>I’ve queried at least a hundred agents in the past year trying to sell my works. But I’ve only received maybe a dozen rejection letters. I truly appreciate even the rejection letters because they let me know where I stand. Especially any constructive letters.
I have respect for those who send them too. It tells me they are people who are considerate enough to think about the other person, and if I ever do manage to land that agent I can be confident they will work with me.
>As time consuming as it must be, your thoughtfulness is appreciated and is an uncommon gift. But Rachelle, it’s not just “good business” to your benefit, it’s storing up “important”, lasting treasure.
I’m reminded of the verse in the Bible that talks about working on what has eternal merit—those things God considers “gold”. The things WE often deem as important without taking time to evaluate their eternal worth may actually be considered “hay, wood and stubble” and will quickly burn away when the work of our lives passes through the fire of testing. Kinda makes me look twice at the way I spend my time.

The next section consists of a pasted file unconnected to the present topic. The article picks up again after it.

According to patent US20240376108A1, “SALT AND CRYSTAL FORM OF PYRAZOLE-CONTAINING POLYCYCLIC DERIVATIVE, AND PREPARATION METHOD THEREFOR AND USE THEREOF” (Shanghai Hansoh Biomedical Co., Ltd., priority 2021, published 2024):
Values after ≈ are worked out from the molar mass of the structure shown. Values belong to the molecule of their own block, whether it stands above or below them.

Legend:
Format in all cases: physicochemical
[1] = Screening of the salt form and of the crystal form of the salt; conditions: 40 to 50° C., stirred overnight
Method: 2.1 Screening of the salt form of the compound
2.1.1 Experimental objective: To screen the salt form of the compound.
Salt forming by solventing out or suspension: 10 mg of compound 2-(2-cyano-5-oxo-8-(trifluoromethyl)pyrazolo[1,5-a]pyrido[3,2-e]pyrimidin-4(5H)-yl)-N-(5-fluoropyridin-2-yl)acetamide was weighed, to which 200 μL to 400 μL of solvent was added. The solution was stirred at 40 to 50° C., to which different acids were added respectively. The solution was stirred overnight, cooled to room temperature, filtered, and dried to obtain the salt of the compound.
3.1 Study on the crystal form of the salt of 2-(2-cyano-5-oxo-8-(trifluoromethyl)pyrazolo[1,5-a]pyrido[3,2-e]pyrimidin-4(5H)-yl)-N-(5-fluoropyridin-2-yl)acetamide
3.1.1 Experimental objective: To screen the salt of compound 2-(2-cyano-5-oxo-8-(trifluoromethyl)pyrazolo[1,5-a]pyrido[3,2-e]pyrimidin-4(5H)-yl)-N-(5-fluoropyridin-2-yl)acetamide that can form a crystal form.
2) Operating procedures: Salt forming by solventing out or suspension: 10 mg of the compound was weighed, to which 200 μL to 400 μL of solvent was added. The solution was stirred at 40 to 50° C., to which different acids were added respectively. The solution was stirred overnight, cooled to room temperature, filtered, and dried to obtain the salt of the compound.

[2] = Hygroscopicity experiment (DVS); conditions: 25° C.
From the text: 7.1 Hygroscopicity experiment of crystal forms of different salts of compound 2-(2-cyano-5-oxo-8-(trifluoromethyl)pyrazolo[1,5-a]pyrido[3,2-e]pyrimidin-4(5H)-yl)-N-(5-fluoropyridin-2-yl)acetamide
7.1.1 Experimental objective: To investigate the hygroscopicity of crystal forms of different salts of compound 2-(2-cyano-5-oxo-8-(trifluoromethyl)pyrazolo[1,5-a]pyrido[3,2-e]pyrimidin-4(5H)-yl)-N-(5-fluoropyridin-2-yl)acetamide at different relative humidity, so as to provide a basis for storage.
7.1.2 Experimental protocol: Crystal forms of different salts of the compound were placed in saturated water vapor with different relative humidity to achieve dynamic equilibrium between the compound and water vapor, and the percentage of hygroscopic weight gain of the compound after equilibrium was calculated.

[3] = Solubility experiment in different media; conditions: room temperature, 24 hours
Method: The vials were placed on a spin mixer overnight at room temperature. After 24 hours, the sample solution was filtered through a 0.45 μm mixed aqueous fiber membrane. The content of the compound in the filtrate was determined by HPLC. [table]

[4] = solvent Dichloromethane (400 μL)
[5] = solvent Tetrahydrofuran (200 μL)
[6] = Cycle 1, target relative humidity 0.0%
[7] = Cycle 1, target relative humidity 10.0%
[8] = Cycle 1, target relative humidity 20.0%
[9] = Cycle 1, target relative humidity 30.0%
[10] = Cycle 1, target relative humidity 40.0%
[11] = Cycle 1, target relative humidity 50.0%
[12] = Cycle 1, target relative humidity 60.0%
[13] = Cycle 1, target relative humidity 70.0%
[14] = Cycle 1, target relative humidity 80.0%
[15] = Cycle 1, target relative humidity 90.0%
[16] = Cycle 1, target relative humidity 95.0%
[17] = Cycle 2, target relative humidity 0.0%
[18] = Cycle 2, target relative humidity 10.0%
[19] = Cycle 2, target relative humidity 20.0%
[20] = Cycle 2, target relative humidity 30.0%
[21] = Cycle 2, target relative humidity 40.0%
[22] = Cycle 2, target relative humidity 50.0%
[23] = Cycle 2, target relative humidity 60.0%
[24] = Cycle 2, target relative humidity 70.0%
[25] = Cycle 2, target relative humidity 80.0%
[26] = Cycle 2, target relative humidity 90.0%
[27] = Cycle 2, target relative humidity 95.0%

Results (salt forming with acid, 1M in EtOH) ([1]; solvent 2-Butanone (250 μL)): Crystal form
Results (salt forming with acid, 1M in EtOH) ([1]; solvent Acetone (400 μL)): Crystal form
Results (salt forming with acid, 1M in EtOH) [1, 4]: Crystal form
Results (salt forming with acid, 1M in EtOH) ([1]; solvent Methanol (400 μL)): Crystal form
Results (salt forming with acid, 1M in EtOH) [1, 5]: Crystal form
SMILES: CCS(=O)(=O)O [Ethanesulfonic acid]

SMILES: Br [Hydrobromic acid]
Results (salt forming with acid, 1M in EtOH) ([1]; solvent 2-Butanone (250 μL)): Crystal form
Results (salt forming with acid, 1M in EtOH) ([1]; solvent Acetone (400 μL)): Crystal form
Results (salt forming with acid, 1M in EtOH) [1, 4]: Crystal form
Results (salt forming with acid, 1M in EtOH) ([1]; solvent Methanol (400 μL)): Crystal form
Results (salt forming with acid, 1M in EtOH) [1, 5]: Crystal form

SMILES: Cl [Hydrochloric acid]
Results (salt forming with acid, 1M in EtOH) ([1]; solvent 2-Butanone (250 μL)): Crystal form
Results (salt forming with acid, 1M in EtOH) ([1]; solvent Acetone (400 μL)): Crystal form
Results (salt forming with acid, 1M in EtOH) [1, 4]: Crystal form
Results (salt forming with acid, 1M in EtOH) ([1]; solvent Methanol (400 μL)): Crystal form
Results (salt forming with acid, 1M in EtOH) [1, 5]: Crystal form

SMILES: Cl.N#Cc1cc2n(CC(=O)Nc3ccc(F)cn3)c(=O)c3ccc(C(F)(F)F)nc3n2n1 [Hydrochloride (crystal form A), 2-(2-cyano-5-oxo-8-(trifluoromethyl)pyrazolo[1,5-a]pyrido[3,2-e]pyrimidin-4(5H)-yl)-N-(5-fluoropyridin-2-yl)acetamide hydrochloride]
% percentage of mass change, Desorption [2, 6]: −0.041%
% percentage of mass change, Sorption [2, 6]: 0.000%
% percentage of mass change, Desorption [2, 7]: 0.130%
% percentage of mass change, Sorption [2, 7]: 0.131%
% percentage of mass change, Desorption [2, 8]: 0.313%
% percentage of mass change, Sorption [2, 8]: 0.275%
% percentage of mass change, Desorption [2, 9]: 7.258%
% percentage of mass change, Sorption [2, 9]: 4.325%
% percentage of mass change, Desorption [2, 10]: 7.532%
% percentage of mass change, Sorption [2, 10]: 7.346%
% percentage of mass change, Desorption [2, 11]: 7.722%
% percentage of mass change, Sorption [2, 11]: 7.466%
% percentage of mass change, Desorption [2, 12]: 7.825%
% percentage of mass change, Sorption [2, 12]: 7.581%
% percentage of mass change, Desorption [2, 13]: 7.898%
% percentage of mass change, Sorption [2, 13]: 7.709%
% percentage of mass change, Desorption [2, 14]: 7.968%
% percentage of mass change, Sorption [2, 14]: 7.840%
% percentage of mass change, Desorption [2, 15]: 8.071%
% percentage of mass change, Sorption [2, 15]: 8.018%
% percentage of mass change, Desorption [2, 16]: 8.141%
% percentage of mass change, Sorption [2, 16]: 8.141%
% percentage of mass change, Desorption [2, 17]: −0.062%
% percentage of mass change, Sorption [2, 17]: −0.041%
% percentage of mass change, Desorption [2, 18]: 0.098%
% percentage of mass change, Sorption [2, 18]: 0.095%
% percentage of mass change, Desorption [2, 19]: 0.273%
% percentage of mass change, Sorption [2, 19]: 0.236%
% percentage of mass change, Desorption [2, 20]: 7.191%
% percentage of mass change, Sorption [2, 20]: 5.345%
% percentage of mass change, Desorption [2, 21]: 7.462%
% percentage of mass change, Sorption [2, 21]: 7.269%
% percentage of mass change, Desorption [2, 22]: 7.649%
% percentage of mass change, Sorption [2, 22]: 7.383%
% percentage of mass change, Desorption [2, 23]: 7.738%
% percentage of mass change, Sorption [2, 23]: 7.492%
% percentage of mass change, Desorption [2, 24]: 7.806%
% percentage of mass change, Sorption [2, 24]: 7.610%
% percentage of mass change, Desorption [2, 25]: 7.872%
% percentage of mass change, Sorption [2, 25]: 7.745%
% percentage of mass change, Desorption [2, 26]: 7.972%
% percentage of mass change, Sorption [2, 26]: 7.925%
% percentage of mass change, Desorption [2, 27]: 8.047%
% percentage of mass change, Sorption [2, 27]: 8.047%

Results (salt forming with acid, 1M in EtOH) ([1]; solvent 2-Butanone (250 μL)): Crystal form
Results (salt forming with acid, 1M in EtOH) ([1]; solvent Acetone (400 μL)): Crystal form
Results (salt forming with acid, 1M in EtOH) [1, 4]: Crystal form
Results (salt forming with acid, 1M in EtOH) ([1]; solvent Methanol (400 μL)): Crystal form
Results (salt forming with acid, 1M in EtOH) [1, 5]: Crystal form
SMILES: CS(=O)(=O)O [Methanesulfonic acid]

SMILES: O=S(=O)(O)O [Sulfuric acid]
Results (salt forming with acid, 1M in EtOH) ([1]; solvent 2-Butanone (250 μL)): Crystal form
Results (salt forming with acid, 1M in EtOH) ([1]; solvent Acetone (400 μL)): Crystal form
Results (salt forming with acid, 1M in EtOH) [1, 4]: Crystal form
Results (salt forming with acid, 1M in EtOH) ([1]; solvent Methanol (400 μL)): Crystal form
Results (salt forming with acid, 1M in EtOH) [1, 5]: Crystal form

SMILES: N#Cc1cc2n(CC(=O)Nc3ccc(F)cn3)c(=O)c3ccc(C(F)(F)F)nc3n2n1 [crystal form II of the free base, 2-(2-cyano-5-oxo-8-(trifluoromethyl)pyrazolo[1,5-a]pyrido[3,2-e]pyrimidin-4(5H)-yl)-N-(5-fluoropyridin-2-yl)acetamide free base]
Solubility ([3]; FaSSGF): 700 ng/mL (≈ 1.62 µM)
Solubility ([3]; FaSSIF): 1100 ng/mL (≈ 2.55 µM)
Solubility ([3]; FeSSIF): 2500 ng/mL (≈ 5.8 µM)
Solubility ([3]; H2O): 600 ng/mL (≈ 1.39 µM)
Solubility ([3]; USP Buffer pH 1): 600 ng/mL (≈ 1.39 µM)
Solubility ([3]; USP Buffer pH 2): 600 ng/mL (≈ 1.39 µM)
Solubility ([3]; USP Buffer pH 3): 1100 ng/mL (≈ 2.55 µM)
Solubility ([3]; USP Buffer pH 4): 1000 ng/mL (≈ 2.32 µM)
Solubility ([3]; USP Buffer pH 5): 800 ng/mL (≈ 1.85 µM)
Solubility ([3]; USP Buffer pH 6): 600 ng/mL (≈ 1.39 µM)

We are here with each other for a short time compared to eternity, and while here, I believe we are to practice what God deems important: reconciliation and relationships (you can tell it’s important to him when you read his best-selling novel). The way we relate to people around us is something we take with us into eternity.
Stopping in the midst of our busyness to offer a compassionate touch is “gold”, something that will pass through the fire and last, as opposed to getting that next task done, that next contract signed or raking in a couple more dollars. Those things will be toast in the blink of an eye.
All that to say this: don’t take your desire to be kind in spite of the time it takes away from pressing duties lightly. It may be one of the most important things you accomplish in a day.
BTW, I’d like to read the article you mentioned.
>Rachelle, I really admire the way you poured out your heart in this post. I agree with everyone who has responded that you are a caring person, and if a writer is fortunate enough to have you as their agent, they are indeed blessed.